According to Russians who heard Belton in a Pushkin House presentation of her book on October 11, “she was continually mispronouncing” the name of Sergei Pugachev, the name of the most frequently cited Russian source for the book’s allegations against President Vladimir Putin. Pugachev has been adjudicated in the British courts to be a serial liar and he is on the run from a British jail sentence. Belton identifies Pugachev 599 times in the 873-page book.

Asked this month at Pushkin House to say why she had relied on such “unreliable narrators”, Belton claimed she had “documentary material” not in the book. “I can’t go into detail of what some of that documentary material,” she claimed, “because we have pending litigation about that.”

Evidence of cribbing and ghosting is now likely to trigger fresh controversy on the prize panel, which has scheduled its announcement of the book winner at a London ceremony on October 28.  

Two series of computer tests have been run of chapter-length samples of Belton’s book, two of the podcasts in which she was interviewed about the book, and for control purposes, samples of Belton’s reporting for newspapers. The podcasts have been converted from YouTube sound to text by a Google transcription programme, and the interviewer voice and remarks removed.

In the first computer analysis, equivalent-length samples of book text and of the spoken podcast were measured and compared.   In 11,609 words of the book sample Belton uses 2,545 unique words. In 11,575 words of podcast she uses 1,861 different words. This means that when Belton is talking to Russia experts and asked for her evidence on the subjects of the book, instead of increasing her use of specialist language, her vocabulary shrinks by 36.8%.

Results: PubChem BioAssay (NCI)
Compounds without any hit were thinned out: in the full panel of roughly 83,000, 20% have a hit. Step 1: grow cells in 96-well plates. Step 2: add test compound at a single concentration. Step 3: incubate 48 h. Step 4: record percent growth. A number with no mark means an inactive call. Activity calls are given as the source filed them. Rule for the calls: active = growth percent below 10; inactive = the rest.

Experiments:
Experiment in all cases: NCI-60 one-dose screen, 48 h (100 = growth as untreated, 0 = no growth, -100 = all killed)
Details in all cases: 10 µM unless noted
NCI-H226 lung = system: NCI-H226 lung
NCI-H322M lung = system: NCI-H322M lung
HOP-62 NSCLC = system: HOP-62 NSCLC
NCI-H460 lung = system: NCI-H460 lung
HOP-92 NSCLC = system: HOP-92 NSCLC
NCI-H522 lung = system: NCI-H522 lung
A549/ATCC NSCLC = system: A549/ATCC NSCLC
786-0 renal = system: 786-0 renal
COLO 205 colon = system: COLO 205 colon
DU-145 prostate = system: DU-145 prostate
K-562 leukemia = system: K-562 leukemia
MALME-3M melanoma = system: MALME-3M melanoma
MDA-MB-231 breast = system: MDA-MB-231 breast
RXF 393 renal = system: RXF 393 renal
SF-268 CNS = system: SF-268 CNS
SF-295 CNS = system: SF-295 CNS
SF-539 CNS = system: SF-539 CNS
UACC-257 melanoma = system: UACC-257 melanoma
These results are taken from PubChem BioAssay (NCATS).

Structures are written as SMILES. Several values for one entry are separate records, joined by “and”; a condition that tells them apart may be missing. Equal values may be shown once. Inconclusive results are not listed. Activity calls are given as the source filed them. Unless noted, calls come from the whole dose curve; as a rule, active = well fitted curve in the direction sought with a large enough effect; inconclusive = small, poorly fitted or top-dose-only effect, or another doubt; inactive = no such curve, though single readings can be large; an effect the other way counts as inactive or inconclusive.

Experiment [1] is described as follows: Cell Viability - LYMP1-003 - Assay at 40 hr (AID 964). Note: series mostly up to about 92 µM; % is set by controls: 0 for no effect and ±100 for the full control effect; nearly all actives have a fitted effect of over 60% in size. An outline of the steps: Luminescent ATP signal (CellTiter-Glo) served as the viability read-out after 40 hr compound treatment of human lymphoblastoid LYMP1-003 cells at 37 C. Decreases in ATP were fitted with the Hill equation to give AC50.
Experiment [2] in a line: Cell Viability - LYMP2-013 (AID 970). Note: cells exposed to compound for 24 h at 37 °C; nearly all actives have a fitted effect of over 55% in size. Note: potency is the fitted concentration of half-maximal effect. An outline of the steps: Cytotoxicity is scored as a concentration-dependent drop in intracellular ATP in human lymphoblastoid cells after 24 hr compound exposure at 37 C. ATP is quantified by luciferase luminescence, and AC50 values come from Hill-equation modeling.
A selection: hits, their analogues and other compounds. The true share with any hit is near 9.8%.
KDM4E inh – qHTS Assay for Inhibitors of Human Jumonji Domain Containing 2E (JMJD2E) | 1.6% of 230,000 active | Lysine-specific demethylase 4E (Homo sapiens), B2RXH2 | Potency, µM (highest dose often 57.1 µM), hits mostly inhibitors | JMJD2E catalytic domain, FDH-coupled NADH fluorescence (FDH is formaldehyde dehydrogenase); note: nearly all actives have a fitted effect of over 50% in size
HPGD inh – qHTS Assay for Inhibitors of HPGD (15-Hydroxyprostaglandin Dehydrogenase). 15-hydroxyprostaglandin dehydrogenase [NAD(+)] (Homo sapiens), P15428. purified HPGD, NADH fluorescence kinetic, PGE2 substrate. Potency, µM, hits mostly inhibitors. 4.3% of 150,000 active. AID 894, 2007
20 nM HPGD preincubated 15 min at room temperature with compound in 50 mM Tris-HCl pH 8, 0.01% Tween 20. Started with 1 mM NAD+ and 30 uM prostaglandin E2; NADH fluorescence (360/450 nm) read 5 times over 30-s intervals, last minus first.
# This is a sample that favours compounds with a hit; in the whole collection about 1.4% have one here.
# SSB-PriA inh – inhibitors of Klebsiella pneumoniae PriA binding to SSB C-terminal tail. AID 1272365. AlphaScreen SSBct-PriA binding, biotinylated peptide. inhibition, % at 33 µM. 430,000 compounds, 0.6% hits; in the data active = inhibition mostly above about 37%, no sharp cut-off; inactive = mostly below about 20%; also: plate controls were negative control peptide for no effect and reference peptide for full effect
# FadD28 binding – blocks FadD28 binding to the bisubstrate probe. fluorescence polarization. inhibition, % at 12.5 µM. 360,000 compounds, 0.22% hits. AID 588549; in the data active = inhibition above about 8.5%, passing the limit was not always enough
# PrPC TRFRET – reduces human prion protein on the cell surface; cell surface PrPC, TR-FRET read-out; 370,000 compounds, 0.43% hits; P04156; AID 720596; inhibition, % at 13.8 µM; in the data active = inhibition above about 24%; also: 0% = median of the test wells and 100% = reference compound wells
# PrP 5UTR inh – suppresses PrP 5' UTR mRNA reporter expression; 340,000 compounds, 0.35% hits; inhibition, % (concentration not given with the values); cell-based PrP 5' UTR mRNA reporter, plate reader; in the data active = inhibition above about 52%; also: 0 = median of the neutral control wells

In the counts of the most used or preferred words for the book and for the podcasts, according to the Burrows Zeta test, Belton reveals that the gap in her vocabulary grows even larger. The book  count of her most preferred words is 920; the podcast count is 589 words. Belton’s vocabulary has shrunk by 331 words, or 56.2%

Five words or terms appear in the computer counts as Belton’s standbys – the most common, overlapping,  or repeated terms she uses in both her book and podcast interviews. They are:  “soviet”; “KGB”; “Soviet Union”; “security services”; “Red army”. Six terms are recorded as frequent in the book but not transferred to nor appearing in the podcasts: “person close to”; “behind the scenes”; “the KGB men”; “a string of”; “close Putin ally”; “Putin’s men”.  This measuring tool shows that “Putin” is a term of Belton’s book. By contrast, when she is speaking impromptu about the book to experts, she avoids talking about the central allegations of the book against the Russian president.